Foundations of Physics

, Volume 17, Issue 8, pp 813–857 | Cite as

Locality, reflection, and wave-particle duality

  • Mioara Mugur-Schächter
Article

Abstract

Bell's theorem is believed to establish that the quantum mechanical predictions do not generally admit a causal representation compatible with Einsten's principle of separability, thereby proving incompatibility between quantum mechanics and relativity. This interpretation is contested via two convergent approaches which lead to a sharp distinction between quantum nonseparability and violation of Einstein's theory of relativity.

In a first approach we explicate from the quantum mechanical formalism a concept of “reflected dependence.” Founded on this concept, we produce a causal representation of the quantum mechanical probability measure involved in Bell's proof, which is clearly separable in Einstein's sense, i.e., it does not involve supraluminal velocities, and nevertheless is “nonlocal” in Bell's sense. So Bell locality and Einstein separability aredistinct qualifications, and Bell nonlocality (or Bell nonseparability) and Einstein separability arenot incompatible. It is then proved explicitly that with respect to the mentioned representation Bell's derivation does not hold. So Bell's derivation does notestablish thatany Einstein-separable representation is incompatible with quantum mechanics. This first—negative—conclusion is asyntactic fact.

The characteristics of the representation and of the reasoning involved in the mentioned counterexample to the usual interpretation of Bell's theorem suggest that the representation used—notwithstanding its ability to bring forth the specified syntactic fact—isnot factually true. Factual truth and syntactic properties also have to be radically distinguished in their turn. So, in a second approach, starting from de Broglie's initial relativistic model of a microsystem, a deeper, factually acceptable representation is constructed. The analyses leading to this second representation show that quantum mechanics does indeed involve basically a certain sort of nonseparability, called here de Broglie-Bohr quantum nonseparability. But the de Broglie-Bohr quantum nonseparability is shown to stem directly from the relativistic character of the considerations which led Louis de Broglie to the fundamental relation p = h/λ,thereby being essentially consistent with relativity. As to Einstein separability, it appears to be a still insufficiently specified conceptof which a future, improved specification, will probably be explicitly harmonizable with the de Broglie-Bohr quantum nonseparability.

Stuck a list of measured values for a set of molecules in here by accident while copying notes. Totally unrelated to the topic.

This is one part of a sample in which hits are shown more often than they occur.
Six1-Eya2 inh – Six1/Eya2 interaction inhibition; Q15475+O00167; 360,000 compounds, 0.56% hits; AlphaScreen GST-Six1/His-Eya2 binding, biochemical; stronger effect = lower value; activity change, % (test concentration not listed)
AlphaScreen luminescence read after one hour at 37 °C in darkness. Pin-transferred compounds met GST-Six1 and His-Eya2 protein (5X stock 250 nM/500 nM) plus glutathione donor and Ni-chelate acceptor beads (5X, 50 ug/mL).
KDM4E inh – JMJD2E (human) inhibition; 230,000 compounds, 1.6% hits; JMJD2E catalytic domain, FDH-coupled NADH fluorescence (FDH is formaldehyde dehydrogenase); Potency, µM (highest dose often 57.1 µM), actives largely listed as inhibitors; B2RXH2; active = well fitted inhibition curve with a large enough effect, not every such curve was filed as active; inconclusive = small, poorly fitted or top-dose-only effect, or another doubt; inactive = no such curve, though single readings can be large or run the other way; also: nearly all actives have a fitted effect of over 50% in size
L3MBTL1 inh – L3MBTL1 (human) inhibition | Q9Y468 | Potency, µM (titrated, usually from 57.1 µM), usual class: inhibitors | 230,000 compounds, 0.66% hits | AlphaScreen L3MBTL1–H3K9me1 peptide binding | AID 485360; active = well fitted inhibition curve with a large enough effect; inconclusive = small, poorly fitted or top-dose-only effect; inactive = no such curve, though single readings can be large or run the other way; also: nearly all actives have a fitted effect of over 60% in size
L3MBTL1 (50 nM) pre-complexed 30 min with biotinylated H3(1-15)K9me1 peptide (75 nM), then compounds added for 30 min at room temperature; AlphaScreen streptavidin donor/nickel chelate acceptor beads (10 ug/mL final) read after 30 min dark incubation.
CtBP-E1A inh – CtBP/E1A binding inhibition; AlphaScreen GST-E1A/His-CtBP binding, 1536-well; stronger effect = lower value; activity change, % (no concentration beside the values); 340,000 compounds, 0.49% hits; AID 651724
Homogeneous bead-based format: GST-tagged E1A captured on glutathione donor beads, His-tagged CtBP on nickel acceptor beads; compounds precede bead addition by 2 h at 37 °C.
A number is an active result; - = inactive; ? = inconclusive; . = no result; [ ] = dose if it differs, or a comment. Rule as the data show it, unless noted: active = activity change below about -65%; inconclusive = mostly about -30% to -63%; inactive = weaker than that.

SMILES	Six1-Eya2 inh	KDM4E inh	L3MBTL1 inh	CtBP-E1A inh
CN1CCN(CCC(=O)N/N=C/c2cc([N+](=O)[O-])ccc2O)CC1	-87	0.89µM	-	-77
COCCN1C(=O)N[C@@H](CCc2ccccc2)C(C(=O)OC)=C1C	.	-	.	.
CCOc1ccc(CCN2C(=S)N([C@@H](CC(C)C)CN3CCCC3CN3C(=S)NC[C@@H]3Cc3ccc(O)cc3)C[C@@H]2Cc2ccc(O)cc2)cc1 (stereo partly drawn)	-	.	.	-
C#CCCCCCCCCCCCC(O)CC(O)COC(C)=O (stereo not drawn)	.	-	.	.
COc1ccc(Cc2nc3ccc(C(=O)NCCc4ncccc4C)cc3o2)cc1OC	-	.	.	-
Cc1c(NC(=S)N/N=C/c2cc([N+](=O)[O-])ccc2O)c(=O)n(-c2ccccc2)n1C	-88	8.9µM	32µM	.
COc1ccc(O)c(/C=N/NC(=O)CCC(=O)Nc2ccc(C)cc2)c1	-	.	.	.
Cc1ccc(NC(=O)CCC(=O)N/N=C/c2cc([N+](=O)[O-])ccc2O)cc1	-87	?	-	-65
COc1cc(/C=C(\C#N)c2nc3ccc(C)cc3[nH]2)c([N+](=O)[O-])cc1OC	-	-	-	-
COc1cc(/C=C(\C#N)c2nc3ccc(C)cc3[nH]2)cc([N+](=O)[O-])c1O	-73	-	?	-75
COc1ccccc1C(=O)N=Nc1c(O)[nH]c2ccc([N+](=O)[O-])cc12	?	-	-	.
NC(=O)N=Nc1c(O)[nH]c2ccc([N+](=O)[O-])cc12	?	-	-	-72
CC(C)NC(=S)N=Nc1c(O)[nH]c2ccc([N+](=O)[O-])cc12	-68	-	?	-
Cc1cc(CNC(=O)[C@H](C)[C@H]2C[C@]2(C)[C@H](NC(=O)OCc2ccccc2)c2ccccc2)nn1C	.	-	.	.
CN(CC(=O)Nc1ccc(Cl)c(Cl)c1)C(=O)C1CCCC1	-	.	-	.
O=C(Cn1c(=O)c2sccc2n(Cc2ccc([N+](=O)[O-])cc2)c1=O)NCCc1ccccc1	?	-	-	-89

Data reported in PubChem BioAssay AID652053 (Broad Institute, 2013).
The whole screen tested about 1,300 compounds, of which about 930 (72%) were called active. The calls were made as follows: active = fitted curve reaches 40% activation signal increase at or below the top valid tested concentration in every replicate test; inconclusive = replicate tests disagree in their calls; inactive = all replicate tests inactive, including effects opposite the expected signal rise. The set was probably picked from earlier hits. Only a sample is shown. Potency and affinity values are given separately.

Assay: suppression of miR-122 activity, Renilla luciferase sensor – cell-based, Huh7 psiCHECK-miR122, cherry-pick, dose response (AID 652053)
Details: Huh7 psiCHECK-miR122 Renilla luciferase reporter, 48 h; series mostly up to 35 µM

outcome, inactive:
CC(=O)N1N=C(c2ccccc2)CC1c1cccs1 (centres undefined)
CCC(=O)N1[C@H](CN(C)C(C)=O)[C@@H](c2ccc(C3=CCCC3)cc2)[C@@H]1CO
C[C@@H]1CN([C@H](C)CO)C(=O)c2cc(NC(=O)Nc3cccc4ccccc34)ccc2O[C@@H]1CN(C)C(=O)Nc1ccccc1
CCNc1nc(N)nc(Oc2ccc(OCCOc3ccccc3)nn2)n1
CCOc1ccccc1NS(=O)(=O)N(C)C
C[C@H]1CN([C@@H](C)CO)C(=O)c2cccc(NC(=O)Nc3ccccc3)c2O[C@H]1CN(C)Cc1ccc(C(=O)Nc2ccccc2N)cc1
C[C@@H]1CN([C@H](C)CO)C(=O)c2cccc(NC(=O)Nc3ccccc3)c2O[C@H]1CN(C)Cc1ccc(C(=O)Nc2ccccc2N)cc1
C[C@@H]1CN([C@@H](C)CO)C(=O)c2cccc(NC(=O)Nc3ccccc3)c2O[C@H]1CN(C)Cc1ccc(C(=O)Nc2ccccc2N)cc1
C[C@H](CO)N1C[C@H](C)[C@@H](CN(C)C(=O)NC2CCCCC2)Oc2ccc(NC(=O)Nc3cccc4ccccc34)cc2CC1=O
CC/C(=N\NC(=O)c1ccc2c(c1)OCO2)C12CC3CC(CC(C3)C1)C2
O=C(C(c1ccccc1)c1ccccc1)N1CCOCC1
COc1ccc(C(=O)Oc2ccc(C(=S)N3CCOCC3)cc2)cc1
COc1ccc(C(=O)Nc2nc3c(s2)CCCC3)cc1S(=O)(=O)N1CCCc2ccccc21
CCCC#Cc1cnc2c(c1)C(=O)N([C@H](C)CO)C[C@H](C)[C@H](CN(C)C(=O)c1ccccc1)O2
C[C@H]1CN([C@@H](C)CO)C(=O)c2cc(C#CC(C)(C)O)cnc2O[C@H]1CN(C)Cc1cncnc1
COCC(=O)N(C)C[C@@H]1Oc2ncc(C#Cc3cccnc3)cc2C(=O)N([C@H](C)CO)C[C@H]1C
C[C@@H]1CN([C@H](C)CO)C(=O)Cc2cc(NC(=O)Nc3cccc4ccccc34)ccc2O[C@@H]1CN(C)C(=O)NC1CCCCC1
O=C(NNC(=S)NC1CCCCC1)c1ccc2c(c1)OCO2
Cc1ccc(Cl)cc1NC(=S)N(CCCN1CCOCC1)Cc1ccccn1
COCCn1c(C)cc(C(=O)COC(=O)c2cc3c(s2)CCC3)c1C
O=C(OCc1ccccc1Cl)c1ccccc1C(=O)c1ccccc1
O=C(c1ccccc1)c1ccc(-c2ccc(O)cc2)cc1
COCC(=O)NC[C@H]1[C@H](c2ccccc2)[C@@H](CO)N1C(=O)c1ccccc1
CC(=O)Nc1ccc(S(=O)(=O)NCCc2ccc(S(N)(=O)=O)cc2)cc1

The ensemble of the conclusions obtained here brings forth a new concept of causality, a concept offolded, zigzag, reflexive causality, with respect to which the type of causality conceived of up to now appears as aparticular case of outstretched, one-way causality. The reflexive causality is found compatible with the results of Aspect's experiment, and it suggests new experiments.

Considered globally, the conclusions obtained in the present work might convert the conceptual situation created by Bell's proof into a process of unification of quantum mechanics and relativity.

Keywords

Quantum Mechanic Causal Representation Acceptable Representation Syntactic Property Quantum Mechanical Formalism 

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Copyright information

© Plenum Publishing Corporation 1987

Authors and Affiliations

  • Mioara Mugur-Schächter
    • 1
  1. 1.Mécanique Quantique et Structures de L'InformationUniversité de ReimsReims CedexFrance

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